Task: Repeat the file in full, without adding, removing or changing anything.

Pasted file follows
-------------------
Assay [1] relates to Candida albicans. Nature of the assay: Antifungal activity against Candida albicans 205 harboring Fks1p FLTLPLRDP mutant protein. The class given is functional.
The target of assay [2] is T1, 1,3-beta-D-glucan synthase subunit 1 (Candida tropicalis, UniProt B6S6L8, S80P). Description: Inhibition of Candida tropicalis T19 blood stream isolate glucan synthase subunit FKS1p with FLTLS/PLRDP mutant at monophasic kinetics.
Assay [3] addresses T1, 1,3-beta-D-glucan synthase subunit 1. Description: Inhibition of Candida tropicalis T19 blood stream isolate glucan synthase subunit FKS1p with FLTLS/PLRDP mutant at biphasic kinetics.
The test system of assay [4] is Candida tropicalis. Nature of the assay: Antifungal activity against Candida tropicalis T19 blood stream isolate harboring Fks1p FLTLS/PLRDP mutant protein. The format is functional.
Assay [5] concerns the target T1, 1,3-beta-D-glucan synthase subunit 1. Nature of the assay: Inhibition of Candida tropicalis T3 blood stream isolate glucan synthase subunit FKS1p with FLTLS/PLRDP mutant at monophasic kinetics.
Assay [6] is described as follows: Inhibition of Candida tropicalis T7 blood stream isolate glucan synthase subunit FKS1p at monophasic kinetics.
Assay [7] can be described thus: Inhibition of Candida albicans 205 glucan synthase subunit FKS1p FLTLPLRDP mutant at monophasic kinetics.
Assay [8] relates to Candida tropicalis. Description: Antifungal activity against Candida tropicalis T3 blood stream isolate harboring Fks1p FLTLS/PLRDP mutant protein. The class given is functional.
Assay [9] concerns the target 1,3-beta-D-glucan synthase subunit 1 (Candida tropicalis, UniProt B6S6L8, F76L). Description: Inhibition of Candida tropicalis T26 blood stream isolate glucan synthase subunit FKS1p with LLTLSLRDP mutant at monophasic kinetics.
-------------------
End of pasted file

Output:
Assay [1] relates to Candida albicans. Nature of the assay: Antifungal activity against Candida albicans 205 harboring Fks1p FLTLPLRDP mutant protein. The class given is functional.
The target of assay [2] is T1, 1,3-beta-D-glucan synthase subunit 1 (Candida tropicalis, UniProt B6S6L8, S80P). Description: Inhibition of Candida tropicalis T19 blood stream isolate glucan synthase subunit FKS1p with FLTLS/PLRDP mutant at monophasic kinetics.
Assay [3] addresses T1, 1,3-beta-D-glucan synthase subunit 1. Description: Inhibition of Candida tropicalis T19 blood stream isolate glucan synthase subunit FKS1p with FLTLS/PLRDP mutant at biphasic kinetics.
The test system of assay [4] is Candida tropicalis. Nature of the assay: Antifungal activity against Candida tropicalis T19 blood stream isolate harboring Fks1p FLTLS/PLRDP mutant protein. The format is functional.
Assay [5] concerns the target T1, 1,3-beta-D-glucan synthase subunit 1. Nature of the assay: Inhibition of Candida tropicalis T3 blood stream isolate glucan synthase subunit FKS1p with FLTLS/PLRDP mutant at monophasic kinetics.
Assay [6] is described as follows: Inhibition of Candida tropicalis T7 blood stream isolate glucan synthase subunit FKS1p at monophasic kinetics.
Assay [7] can be described thus: Inhibition of Candida albicans 205 glucan synthase subunit FKS1p FLTLPLRDP mutant at monophasic kinetics.
Assay [8] relates to Candida tropicalis. Description: Antifungal activity against Candida tropicalis T3 blood stream isolate harboring Fks1p FLTLS/PLRDP mutant protein. The class given is functional.
Assay [9] concerns the target 1,3-beta-D-glucan synthase subunit 1 (Candida tropicalis, UniProt B6S6L8, F76L). Description: Inhibition of Candida tropicalis T26 blood stream isolate glucan synthase subunit FKS1p with LLTLSLRDP mutant at monophasic kinetics.